• This was reflected in attitudes to programming. ‘Real' programmers wrote code in low-level machine language, where execution speed and efficiency outweighed readability. A culture of ‘cowboy coding’ developed, where it was almost a badge of honour to write complex code that worked, but which was virtually incomprehensible to anyone but the author.
     
  • By the 1980's the cost of computers had started to drop dramatically, while the cost of programming increased, but attitudes to programming lagged behind. Van Rossum, amongst others, felt that a change in mindset was needed.

The conceptual shift to giving humans primacy over machines became one of Guido's guiding principles.

There are a multitude of ways this is reflected in the design of Python, including:

  • The decision to make Python an interpreted rather than compiled language, common now but a brave move 30 years ago. This helps coders overcome the fear of making mistakes, instead providing an instant feedback loop that encourages prototyping and multiple, rapid iterations.
  • The idea that “every symbol you type is essential”, eliminating what he calls “noise characters”. This resulted in a language that was easier to learn, quicker to write, and produced more readable, uncluttered code,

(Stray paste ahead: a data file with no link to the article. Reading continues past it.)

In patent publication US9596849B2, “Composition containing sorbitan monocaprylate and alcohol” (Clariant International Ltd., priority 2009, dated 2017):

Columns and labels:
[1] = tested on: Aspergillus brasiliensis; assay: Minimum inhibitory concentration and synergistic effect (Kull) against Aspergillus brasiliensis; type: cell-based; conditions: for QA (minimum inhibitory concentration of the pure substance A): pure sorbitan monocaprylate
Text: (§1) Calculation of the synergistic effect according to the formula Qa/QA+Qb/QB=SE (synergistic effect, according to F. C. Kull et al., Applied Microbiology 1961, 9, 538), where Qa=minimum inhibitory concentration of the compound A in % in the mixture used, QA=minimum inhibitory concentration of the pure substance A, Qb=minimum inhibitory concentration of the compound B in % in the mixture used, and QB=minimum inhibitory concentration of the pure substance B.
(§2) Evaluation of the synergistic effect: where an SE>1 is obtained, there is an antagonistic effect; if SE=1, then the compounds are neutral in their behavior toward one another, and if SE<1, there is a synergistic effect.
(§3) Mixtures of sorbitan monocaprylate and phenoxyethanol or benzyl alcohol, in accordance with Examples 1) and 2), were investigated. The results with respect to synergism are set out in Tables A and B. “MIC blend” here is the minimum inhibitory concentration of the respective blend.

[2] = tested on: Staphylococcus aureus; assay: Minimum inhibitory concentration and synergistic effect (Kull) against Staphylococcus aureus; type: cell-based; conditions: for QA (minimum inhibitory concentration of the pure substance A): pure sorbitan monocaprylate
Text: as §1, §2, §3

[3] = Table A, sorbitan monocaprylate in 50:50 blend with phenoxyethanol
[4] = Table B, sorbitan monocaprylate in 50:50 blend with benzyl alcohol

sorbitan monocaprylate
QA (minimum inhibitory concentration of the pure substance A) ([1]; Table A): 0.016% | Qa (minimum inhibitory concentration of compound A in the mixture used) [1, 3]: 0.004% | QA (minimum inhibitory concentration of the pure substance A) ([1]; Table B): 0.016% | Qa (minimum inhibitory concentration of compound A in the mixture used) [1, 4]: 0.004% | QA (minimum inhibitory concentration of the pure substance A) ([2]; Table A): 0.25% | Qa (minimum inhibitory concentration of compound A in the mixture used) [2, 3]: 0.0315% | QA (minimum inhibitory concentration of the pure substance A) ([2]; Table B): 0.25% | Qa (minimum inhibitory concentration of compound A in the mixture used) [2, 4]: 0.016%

• The rules around indentation, which form an explicit part of the syntax rather then being used arbitrarily. Loved by some, loathed by others, this suits Van Rossum’s eye by making Python code appear 'two dimensional and visually coherent'. As he says:

Python makes structure mandatory

The Zen of Python

The drive to push back against ‘cowboy culture’ by not just encouraging readability, but in effect enforcing it, is encapsulated by the following rather counter-intuitive quote from Van Rossum:

You primarily write your code to communicate with other coders, and, to a lesser extent, to impose your will on the computer.

Van Rossum may not have explicitly articulated the guiding principles behind the language, but that didn’t stop others from trying. The best known of these attempts, by Tim Peters, is called The Zen of Python. He refers intriguingly to “20 aphorisms, only 19 of which have been written down”. Here are 5 examples to give you the idea:

  • Explicit is better than implicit.
  • Simple is better than complex.
  • Special cases aren't special enough to break the rules.
  • In the face of ambiguity, refuse the temptation to guess.
  • If the implementation is hard to explain, it's a bad idea.

Let's wrap up with the the final quote from Van Rossum’s Dropbox 'exit interview' article. While the context is his 30 year journey with Python it is relevant to anyone who might be struggling to let go of control, learn humility, and embrace teamwork and collaboration.

I have learned that you can't do it alone, which is not an easy lesson for me.

I've learned that you don't always get the outcome that you went for, but maybe the outcome you get is just as good, or better.